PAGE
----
An Education Mill packed with Sycophants: My experience working for an international education company in the UK.

Firstly, the school will remain nameless as I am aware that the school I am going to talk about is a little trigger happy with the lawyers but, needless to say, it is a large school in the UK with a global presence.

The reason for writing this is not only to give you my experience, and my story, but to help inform you of the positive and negatives of working for a large English language company in the UK. Obviously every experience is different, and you can take what you want from mine. Furthermore, I encourage you to go out there and experience it for yourself as it may be something that you greatly enjoy with a culture that you fit in with.

The topics I will cover include: Working hours, Class type, Fellow teachers, Management and Pay and promotion, some of these are subjective and some of them really aren’t.

Working Hours

A typical week was 40 hours with five classes of 1hr 20 each. Classes finished at 5 but all teachers had to stay until 5 30. There is no nice way of putting it, the contract will screw you in one way or another and a standard one at my school was a minimum of 8 hours a day with a compulsory opt-out clause of the EU working time directive, and another clause stipulating that your hours may change and you may have to work weekends or in another city. Unfortunately, you end up tied to the school and there is very little flexibility with your time or day, where large amounts of time are spent, during the off seasons, sitting around doing nothing. It was a strange experience to say the least, teaching 5 classes one day and then none another. This suited some very well but drove me crazy especially during the summer when the school was at its busiest, we worked all day and were expected to stay behind after working hours to plan for the next day. This, I have heard, is not uncommon and almost the norm in big chain schools with some teachers staying as late as 9pm to plan or coming in on Saturdays.

Class types

This was and will always be the best part of my day. Getting to know students, helping them, teaching them, and watching them improve and learn over the duration of their course. In large schools you tend to find that classes have to be kept at maximum capacity in order for profit to be maximized, so you often find people of either higher or lower levels in the same class because this helps the school to reach the maximum needed to make the most profit per class. I personally disagree with this as students pay a large amount to be there and are subsequently put in the wrong level or a ‘near enough’ level as for every empty class the school losses 17k a week, as we were religiously told.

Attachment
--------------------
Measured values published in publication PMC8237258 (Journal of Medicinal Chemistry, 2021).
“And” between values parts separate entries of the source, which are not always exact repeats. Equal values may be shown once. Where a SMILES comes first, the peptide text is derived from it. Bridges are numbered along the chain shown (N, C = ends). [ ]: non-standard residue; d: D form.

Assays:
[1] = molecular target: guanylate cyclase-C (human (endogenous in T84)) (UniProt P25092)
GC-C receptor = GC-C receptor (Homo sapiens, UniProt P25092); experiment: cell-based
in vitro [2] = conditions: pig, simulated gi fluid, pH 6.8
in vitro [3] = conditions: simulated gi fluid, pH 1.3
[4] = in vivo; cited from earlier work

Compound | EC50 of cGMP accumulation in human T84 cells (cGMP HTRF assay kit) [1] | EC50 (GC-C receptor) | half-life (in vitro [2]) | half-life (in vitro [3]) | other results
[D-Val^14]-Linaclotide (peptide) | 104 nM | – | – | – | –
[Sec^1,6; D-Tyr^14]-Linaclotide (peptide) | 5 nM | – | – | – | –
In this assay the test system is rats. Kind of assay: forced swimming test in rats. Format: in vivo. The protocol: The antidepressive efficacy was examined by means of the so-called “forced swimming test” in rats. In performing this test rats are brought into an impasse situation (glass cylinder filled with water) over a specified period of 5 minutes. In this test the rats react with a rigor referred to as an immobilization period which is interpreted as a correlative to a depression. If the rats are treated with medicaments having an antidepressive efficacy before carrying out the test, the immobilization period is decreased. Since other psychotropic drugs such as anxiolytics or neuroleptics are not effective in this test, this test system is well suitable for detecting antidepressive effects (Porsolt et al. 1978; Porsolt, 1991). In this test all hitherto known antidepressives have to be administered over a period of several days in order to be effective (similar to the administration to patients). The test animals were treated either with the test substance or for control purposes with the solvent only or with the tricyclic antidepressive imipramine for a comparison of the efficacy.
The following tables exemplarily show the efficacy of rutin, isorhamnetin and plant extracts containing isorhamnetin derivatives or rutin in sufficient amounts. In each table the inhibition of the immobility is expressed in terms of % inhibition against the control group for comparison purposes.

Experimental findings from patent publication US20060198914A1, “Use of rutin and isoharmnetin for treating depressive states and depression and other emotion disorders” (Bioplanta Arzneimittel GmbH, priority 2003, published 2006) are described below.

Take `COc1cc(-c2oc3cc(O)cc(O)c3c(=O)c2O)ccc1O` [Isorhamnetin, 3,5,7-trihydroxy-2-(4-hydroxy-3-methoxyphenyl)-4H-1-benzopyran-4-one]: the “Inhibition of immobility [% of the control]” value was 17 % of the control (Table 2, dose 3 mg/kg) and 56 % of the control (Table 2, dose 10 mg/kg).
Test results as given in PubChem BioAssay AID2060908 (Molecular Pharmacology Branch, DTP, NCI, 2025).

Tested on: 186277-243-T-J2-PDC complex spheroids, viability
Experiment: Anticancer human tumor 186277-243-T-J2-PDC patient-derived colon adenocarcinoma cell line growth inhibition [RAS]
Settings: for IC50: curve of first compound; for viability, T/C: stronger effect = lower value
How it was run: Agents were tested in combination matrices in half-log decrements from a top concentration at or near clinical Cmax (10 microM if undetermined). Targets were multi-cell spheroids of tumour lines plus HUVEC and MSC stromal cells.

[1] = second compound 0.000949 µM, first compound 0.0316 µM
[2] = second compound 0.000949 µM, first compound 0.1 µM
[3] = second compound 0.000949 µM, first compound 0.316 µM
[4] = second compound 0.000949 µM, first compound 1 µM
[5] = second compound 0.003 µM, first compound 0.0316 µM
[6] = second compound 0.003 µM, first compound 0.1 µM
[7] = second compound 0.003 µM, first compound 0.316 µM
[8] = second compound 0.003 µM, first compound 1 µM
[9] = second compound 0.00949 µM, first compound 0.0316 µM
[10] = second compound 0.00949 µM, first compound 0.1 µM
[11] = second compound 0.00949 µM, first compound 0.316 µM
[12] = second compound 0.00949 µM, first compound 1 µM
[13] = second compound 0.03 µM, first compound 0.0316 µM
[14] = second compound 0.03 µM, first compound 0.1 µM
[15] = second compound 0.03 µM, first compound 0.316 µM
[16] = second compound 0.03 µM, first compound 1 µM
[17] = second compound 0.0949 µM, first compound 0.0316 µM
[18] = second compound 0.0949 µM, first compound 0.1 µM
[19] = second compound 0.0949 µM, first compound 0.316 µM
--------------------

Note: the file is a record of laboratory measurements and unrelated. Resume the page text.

The students come from all round the world and you have to offer pastoral as well as educational care as you will be the first port of call for students, whether that is upset students, hung over students, ill students, students who have been fighting etc, unless they are unhappy with you in which case they will go straight to your manager and there will be a meeting. These meetings have become synonymous with fear and stress: a post-it note would appear and all of a sudden you are being interrogated as to why a student is unhappy or why you nipped to the toilet during class or why did a senior teacher hear you joking about the company in the staff-room. Many of these meetings pushed teachers out of the school as they felt bullied and singled out, especially given some of the antics of the younger teachers mixing with students in clubs which appeared to have been relatively unpunished in comparison to these consistent and intimidating meetings.

It falls on you to move students who are in the wrong level and due to the level set up with two levels per CEFR level e.g B1.1 and B1.2 you often get students advancing up a level every 6 week cycle. Therefore, in line with their marketing promises, you will go from B1 to B2 in three months which in my opinion is not possible and often results in student distress when they do their final test and find that they have not increased as much as the class level they ended up in. Furthermore, countless students were misplaced through incompetence and through their speaking tests being conducted by teachers with no experience in doing them and without a guide as to what questions to ask.

Fellow teachers

There is often a high turnover of teachers in larger companies. Many go on to do better things and many leave as they are disgruntled with the systems in place. I believe we lost 15 teachers in 6 months, many of whom were dissatisfied or had been offered better positions. This results in a lot of newly qualified teachers being employed, which gives them a great starting opportunity, assuming they are put in a supportive environment. If you are an experienced teacher it is expected that you assume a semi-senior teacher role, as they teach all day, and you help the newly qualified teachers.

Career progression revolves around weekly CPDs often lead by senior teachers. My experience of these were that they were mostly useless as they didn’t focus on areas that were relevant at the time, like how to deal with the summer rush, instead they focused on how to teach a skills class when, in reality, you had no time to plan a skills class. I found that CPDs were often used as evidence of the schools support when ever you questioned said lack of support and were more a tick in the box than a real investment in their teachers.